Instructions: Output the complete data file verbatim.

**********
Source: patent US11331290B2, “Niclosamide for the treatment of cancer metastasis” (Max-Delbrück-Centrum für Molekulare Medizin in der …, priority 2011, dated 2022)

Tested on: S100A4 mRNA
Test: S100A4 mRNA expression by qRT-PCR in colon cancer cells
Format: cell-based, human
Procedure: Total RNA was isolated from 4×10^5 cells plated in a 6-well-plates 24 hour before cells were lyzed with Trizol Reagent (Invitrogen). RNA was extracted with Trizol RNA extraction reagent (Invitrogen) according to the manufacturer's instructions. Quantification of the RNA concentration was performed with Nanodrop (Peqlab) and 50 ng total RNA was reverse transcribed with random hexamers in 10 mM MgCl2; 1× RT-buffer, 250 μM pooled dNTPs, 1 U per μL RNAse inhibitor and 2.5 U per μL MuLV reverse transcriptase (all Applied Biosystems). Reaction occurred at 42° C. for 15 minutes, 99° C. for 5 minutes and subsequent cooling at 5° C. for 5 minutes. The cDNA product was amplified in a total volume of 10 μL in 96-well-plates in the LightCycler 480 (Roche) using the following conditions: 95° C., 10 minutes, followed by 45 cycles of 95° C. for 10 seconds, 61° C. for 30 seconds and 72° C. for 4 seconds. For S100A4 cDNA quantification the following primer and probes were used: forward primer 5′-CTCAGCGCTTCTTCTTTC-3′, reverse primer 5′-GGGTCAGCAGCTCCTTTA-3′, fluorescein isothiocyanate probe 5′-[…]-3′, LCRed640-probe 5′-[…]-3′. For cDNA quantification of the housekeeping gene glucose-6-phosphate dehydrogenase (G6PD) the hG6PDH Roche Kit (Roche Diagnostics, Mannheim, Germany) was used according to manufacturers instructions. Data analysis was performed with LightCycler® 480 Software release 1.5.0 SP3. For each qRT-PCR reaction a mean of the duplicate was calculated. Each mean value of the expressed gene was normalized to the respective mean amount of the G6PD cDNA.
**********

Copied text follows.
Source: patent US11331290B2, “Niclosamide for the treatment of cancer metastasis” (Max-Delbrück-Centrum für Molekulare Medizin in der …, priority 2011, dated 2022)

Tested on: S100A4 mRNA
Test: S100A4 mRNA expression by qRT-PCR in colon cancer cells
Format: cell-based, human
Procedure: Total RNA was isolated from 4×10^5 cells plated in a 6-well-plates 24 hour before cells were lyzed with Trizol Reagent (Invitrogen). RNA was extracted with Trizol RNA extraction reagent (Invitrogen) according to the manufacturer's instructions. Quantification of the RNA concentration was performed with Nanodrop (Peqlab) and 50 ng total RNA was reverse transcribed with random hexamers in 10 mM MgCl2; 1× RT-buffer, 250 μM pooled dNTPs, 1 U per μL RNAse inhibitor and 2.5 U per μL MuLV reverse transcriptase (all Applied Biosystems). Reaction occurred at 42° C. for 15 minutes, 99° C. for 5 minutes and subsequent cooling at 5° C. for 5 minutes. The cDNA product was amplified in a total volume of 10 μL in 96-well-plates in the LightCycler 480 (Roche) using the following conditions: 95° C., 10 minutes, followed by 45 cycles of 95° C. for 10 seconds, 61° C. for 30 seconds and 72° C. for 4 seconds. For S100A4 cDNA quantification the following primer and probes were used: forward primer 5′-CTCAGCGCTTCTTCTTTC-3′, reverse primer 5′-GGGTCAGCAGCTCCTTTA-3′, fluorescein isothiocyanate probe 5′-[…]-3′, LCRed640-probe 5′-[…]-3′. For cDNA quantification of the housekeeping gene glucose-6-phosphate dehydrogenase (G6PD) the hG6PDH Roche Kit (Roche Diagnostics, Mannheim, Germany) was used according to manufacturers instructions. Data analysis was performed with LightCycler® 480 Software release 1.5.0 SP3. For each qRT-PCR reaction a mean of the duplicate was calculated. Each mean value of the expressed gene was normalized to the respective mean amount of the G6PD cDNA.